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DTML Basics (part 3)
Twist and turn with DTML's loops.

| Playing The Numbers |

Before we get started, let's get the jargon straight - what's a sequence anyway?

As traditionally understood, a "sequence" is a series of items, usually connected to each other by a logical thread. For example,


0, 1, 2, 3, 4, 5...



p, q, r, s, t...



huey, dewey, louie...


are all valid sequences

In the Zope context, the definition of a sequence can be scoped down a little further - a sequence here is usually a set of objects. For example, if you create a folder in Zope, the objects stored within that folder can be considered a sequence. Or, if you retrieve a set of records from a database, the resultset returned can also be considered a sequence of data items.

A sequence, however, is just one part of the jigsaw. In order to access the elements that make up a sequence, you usually need a programming structure that will iterate, or loop, through the sequence, processing each element in turn. This loop can be combined with decision-making logic (remember what you learnt last time?) to perform specific actions or execute specific commands while processing the elements in a sequence.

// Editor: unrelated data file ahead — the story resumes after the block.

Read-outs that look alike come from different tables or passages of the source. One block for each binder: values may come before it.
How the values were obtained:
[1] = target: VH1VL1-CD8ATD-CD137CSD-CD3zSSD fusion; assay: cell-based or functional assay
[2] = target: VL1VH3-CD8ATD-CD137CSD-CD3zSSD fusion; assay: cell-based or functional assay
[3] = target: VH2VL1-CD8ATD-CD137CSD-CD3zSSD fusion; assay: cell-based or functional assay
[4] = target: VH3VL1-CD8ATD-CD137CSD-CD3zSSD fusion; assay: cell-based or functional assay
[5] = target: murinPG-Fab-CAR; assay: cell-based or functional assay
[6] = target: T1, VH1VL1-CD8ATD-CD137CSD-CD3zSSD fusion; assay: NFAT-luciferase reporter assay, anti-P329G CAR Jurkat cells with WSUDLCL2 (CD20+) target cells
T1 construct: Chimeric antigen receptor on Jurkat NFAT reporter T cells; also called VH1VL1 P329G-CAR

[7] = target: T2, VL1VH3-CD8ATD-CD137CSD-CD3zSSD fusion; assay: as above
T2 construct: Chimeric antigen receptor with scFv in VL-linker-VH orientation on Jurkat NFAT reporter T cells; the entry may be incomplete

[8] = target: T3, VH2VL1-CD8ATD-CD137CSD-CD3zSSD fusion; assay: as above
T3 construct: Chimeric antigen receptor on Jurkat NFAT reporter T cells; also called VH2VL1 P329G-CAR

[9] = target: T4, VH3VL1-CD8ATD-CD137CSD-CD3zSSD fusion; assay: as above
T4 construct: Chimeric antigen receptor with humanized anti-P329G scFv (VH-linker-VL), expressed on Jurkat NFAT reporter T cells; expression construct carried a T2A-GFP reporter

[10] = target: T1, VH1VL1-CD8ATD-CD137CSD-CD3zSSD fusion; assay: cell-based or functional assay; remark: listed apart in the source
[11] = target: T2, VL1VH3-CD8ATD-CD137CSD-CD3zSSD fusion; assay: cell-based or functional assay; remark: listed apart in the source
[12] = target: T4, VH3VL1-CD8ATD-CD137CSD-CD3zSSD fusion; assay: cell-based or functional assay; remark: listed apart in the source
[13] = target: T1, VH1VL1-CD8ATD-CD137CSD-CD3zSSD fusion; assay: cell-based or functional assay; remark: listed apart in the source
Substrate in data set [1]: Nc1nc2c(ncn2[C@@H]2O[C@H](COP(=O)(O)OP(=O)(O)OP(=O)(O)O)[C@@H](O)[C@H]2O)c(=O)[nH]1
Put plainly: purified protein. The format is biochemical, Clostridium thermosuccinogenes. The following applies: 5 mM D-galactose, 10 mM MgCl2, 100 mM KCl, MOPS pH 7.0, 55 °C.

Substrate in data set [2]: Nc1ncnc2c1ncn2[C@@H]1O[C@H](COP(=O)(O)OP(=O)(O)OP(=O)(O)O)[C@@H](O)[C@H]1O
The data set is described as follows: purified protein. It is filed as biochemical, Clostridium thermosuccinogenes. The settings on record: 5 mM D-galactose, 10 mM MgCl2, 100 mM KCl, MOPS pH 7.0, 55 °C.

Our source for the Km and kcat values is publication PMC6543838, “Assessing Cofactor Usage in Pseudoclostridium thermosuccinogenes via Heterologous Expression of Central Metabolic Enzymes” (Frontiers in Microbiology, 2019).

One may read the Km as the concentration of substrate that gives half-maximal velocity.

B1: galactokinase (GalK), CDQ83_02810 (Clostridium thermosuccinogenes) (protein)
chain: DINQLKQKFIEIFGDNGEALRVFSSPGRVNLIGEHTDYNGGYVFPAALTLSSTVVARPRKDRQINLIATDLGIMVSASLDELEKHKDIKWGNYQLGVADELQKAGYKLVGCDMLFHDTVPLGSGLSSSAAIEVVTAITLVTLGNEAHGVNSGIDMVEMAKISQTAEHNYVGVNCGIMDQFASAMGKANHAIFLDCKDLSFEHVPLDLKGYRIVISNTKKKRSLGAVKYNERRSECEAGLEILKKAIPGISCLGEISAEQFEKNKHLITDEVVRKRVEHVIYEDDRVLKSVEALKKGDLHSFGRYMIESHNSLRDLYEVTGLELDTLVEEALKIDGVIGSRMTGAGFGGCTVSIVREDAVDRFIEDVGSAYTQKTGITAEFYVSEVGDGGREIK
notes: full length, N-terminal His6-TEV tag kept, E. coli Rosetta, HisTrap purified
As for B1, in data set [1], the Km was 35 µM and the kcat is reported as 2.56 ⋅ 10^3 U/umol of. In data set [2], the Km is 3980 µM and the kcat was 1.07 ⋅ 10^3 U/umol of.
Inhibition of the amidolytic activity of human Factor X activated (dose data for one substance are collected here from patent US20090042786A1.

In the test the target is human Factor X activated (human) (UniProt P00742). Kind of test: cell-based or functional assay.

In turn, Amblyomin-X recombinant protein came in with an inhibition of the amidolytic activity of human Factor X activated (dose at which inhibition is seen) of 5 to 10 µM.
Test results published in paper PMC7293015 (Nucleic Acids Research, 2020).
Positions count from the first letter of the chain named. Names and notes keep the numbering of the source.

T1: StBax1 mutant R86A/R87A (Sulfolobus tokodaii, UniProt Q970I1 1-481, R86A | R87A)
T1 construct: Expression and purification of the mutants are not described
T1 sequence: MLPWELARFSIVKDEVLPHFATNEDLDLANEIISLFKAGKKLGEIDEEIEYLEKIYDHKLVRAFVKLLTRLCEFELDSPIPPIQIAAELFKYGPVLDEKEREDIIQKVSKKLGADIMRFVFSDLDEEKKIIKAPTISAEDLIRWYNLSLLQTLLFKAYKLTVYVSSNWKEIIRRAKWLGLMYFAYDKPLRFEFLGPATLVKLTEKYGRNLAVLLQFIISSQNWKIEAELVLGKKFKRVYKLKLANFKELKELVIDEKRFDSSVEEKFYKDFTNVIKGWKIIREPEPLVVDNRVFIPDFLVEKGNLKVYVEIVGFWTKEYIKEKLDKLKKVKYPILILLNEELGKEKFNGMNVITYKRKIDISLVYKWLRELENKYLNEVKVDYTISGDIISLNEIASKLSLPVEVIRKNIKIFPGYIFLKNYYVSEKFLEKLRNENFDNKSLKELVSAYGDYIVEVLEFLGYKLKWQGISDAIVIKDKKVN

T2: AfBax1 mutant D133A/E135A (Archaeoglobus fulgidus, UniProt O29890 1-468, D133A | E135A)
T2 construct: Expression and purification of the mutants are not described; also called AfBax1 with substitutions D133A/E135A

In order to demonstrate this, let's create a sequence in Zope and write a loop to process it. Fire up Zope, log into the Zope management interface, and create an instance of the DTML Document object. Name it "SampleSequence" and fill it with the following code:


<h3><dtml-var title_or_id></h3><br>

<ul>
<dtml-in expr="0, 1, 2, 3, 4, 5">
<li> I am <dtml-var sequence-item></li>
</dtml-in>
</ul>


First, I've created a simple sequence by brute force - it contains numbers from 0 to 5. Then, the <dtml-in> tag is used to loop through the sequence, in a manner similar to the "for" loops that PHP and Perl programmers are familiar with. From the output, it's obvious that this script loops six times to display the items in the sequence.

The individual elements of the sequence can be accessed via the special "sequence-item" variable. This is true in all cases, except when the items in the sequence are object that cannot be converted to strings.

Save the code and view the output of the script - you should see something like this:

''.preg_replace(array('/  /', '/ /'), array('  ', '   '), '
* I am 0
* I am 1
* I am 2
* I am 3
* I am 4
* I am 5
').'
'


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